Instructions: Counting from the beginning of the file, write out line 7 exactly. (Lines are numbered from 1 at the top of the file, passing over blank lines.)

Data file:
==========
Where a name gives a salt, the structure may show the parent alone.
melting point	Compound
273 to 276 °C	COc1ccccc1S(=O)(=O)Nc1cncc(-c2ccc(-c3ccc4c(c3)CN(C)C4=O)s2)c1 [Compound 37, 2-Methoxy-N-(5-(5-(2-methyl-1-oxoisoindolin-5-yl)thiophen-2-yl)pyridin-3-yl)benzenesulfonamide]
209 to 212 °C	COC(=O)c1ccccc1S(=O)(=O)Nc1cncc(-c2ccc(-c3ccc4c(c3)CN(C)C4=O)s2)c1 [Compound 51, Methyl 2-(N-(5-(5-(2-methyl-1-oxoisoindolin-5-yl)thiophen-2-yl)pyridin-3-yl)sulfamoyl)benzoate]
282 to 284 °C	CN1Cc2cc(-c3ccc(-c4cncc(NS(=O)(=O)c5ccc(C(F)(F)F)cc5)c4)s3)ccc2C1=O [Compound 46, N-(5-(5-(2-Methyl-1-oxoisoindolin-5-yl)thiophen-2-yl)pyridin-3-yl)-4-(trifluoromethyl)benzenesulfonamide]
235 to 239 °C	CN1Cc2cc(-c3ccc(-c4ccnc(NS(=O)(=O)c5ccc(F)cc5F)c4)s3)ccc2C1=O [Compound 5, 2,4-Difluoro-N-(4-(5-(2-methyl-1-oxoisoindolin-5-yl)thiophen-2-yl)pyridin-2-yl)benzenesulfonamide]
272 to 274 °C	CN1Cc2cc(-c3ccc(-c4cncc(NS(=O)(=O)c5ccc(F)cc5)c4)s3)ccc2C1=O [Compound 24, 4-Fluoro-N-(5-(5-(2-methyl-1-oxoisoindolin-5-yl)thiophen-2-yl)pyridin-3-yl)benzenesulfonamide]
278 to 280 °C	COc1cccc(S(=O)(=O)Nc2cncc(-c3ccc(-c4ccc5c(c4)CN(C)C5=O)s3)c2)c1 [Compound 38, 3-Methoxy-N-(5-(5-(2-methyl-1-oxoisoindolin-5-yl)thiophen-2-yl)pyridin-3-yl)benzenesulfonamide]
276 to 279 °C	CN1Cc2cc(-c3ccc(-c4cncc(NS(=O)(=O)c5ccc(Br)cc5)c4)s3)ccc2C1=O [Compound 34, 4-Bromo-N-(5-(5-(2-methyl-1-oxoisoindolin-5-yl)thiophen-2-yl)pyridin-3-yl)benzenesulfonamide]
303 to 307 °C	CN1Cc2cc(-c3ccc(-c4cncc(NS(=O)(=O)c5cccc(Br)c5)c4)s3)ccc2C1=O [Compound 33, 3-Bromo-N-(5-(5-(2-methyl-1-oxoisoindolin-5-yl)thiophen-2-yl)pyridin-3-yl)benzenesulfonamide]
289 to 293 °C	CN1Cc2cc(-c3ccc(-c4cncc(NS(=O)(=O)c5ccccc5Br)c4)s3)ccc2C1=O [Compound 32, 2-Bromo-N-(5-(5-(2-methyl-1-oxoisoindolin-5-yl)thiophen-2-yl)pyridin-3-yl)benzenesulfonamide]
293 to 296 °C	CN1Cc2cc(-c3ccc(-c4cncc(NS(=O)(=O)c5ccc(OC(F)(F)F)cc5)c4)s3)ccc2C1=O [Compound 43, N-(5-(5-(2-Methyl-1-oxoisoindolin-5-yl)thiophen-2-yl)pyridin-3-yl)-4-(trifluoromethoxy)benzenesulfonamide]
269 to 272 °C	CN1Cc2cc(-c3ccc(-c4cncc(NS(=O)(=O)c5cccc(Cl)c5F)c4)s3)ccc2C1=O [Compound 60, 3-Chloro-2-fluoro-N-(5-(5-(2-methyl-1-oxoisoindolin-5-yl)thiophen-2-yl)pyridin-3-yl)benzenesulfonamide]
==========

272 to 274 °C	CN1Cc2cc(-c3ccc(-c4cncc(NS(=O)(=O)c5ccc(F)cc5)c4)s3)ccc2C1=O [Compound 24, 4-Fluoro-N-(5-(5-(2-methyl-1-oxoisoindolin-5-yl)thiophen-2-yl)pyridin-3-yl)benzenesulfonamide]